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Lucy Saunders
4230 N. Oakland #178
Shorewood WI
53211 USA
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Chip Tate, home brewer and cheesemaker, talks about putting beer IN cheese

"I've never made a cheese that was rind washed with beer, but I've made some pseudo-monastic styles that incorporated some beer in with the milk for hard cheese," says Chip Tate, a former brewer in Waco, TX. "Beer does tend to soften the curd a little, but adds a nice flavor that becomes more pronounced the warmer the curd is when it is drained - as far as the degree to which the malt character of the beer is imparted to the cheese; hoppier beers will leave a pleasant bitterness in the cheese that seems to be less dependent on temperature."

I am reminded of the lovely hops-wrapped semi-soft cheeses of England, aged in a layer of fresh hops.

Tate makes raw milk cheddars mostly, but has also dabbled in harder cheeses like very old Montasio and other Italian-style grating cheeses. "As for affinage, I do have some experience but only enough to know that aging and maturing cheese is much more of an art than a science. I made multiple rounds of hard cheese that came from the same milk, the same curd and were aged even on the same shelf of the cellar and had notably different characters and rates of maturation. Other than basic "care of good cheese" practices (proper temperature, humidity, regular turning and inspection, etc.), I have taken the taste and see approach."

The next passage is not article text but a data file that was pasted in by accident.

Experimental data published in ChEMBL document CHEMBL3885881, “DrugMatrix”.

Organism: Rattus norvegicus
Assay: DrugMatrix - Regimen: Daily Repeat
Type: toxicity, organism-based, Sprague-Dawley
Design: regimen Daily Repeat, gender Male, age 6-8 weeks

Tate has plenty of company among professional cheesemakers: the Rogue Creamery in Oregon makes a Rogue Chocolate Stout Cheddar, and the Brovetto Cheese Co. of Jefferson NY makes an almost Taleggio style cheese with Ommegang ales.

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